Coalition wants greener Corps of Engineers
National environmental and taxpayer groups are ramping up a campaign to reform the U.S. Army Corps of Engineers.
They are supporting legislation that would require the corps to balance environmental restoration with economic benefits on public works projects such as the deepening of the Columbia River shipping channel.
A coalition of 60 organizations, including the National Wildlife Federation and Taxpayers for Common Sense, has banded together to form the Corps Reform Network. They met in Portland a week ago to map out their strategy when Congress convenes next month.
A drumbeat of discord has enveloped the corps in recent years. The Bush administration has clamped down on the agency's budget. And environmental groups have expanded from battling corps projects one at a time to waging an all-out campaign against the corps itself.
Corps representatives counter that environmental restoration is a priority. They point out that the corps has spent millions of dollars on projects designed for no purpose other than environmental restoration. One example is a $40 million dam retrofit that will allow cool water to flow into the McKenzie River from the depths of Cougar Reservoir east of Springfield, Ore.
"That is a prime example of how this project was justified based on environmental benefits, not economic benefits," said Matt Rabe, a corps spokesman in Portland.
But environmental groups contend that the corps' dredging, diking and damming projects aren't worth the harm to the environment or the cost to taxpayers.
Two years ago, the agency was rocked by accusations that it inflated projected benefits to justify navigation improvements along the upper Mississippi River. Lawmakers responded earlier this year by introducing a pair of bills establishing independent review panels for all corps projects, among other provisions.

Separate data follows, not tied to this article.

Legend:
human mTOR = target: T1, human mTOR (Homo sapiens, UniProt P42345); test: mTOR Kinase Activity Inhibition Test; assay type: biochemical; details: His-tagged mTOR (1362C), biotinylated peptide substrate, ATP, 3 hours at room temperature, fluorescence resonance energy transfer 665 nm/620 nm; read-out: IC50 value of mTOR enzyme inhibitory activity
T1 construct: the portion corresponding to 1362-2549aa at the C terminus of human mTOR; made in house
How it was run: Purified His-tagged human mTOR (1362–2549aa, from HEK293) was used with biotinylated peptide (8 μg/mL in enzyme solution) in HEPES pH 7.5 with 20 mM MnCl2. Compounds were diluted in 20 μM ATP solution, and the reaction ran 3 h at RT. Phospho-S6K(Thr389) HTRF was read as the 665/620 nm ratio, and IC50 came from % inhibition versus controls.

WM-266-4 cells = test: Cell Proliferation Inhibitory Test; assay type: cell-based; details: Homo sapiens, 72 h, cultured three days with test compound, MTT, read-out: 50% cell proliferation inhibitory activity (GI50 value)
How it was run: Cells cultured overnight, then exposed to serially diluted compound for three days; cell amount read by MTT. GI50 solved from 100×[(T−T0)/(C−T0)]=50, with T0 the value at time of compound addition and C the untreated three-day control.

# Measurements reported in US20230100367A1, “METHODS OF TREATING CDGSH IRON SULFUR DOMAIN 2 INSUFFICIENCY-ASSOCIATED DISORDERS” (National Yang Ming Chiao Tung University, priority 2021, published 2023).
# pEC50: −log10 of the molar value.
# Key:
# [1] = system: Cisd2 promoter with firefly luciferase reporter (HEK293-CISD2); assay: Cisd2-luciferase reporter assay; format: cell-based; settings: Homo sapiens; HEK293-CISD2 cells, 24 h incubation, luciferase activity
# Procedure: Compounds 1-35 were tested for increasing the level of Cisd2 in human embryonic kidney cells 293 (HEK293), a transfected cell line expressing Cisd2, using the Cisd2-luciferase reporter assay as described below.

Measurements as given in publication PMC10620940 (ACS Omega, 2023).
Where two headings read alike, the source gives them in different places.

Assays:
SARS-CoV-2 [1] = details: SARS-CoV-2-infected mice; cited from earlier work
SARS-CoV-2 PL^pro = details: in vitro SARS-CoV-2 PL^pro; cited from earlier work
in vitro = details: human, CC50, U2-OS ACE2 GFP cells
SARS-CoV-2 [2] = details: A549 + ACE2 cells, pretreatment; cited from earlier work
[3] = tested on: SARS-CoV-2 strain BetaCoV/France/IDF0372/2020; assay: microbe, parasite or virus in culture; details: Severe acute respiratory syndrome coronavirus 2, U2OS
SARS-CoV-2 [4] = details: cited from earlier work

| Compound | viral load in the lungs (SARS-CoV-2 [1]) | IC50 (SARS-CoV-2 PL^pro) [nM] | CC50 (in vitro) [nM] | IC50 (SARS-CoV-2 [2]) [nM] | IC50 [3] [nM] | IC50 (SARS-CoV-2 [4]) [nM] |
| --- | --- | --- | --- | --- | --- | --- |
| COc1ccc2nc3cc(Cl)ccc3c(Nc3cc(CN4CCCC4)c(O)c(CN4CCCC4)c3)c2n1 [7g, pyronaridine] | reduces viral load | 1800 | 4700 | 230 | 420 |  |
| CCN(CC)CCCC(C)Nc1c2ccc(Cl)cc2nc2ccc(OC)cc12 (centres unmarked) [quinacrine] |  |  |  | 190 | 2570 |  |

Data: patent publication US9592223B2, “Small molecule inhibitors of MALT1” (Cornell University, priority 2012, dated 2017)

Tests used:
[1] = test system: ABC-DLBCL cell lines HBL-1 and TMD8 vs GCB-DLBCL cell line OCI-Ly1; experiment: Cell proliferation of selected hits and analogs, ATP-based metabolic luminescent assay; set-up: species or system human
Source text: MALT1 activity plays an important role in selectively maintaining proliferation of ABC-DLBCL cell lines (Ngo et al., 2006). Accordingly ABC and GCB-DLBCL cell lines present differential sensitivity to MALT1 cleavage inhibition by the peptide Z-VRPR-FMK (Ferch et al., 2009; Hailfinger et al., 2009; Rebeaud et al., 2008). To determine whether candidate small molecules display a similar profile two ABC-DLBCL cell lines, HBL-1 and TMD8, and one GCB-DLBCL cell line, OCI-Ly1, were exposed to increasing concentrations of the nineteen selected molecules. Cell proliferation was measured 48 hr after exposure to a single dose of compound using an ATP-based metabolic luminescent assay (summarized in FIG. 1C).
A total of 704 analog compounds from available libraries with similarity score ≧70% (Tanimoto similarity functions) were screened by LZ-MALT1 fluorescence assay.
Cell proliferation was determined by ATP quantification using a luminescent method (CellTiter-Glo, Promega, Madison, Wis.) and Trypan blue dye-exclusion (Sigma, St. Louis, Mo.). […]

Though the legislation faces uncertain prospects with a new Congress, the Corps Reform Network is fishing for sponsors in the new year.
A corps spokesman in Washington, D.C., would not comment on pending legislation, but he noted that the corps has adapted over a history that predates the founding of the Republic.
"We're not afraid of change, if the change being undertaken is something that better meets our mission to the nation and in serving the armed forces," said Lt. Col. Gene Pawlik.
"The corps, in its 200-year history, has changed many times based on the direction it's been given by the president and based on the direction it's been given by the Congress."
Since 1775, when the Continental Congress authorized the chief of engineers to build fortifications at Bunker Hill near Boston, Congress has relied on the corps to construct projects to benefit the military and the public. But critics view the corps as too easily manipulated by pork-barrel politics embarking on projects that provide narrow economic benefits to certain areas while harming the environment and draining the U.S. treasury.
Such is the case with the Columbia River channel-deepening proposal, critics say.
Scientists with the National Marine Fisheries Service have called a proposal to deepen the channel from 40 to 43 feet for bigger modern ships an "incremental insult to an estuarine system that has been grossly altered by previous dredging."
The corps and business interests contend that the project is necessary to maintain the economic viability of ports 100 miles upriver, including those in Portland and Vancouver. The largest container ships currently cannot enter or leave the ports fully loaded because the river channel is too shallow.
Environmental groups contend that the corps should first consider the cumulative harm inflicted on the environment by past dredging, dam-building and diking in the Columbia River basin.
"These systematic effects need to be taken into account and managed accordingly," said Mark Beorkrem, program consultant with the Mississippi River Basin Alliance.
Beorkrem and others acknowledge that they face an uphill battle in pushing through fundamental changes to the corps' centuries-long mission as a civil works organization. It is, after all, the U.S. Army Corps of Engineers. Not the Corps of Biologists.
"Our long-term vision is the corps is capable of bringing together biology and become a real force for resource restoration and protection," said Kate Costenbader, coordinator for the National Wildlife Federation.
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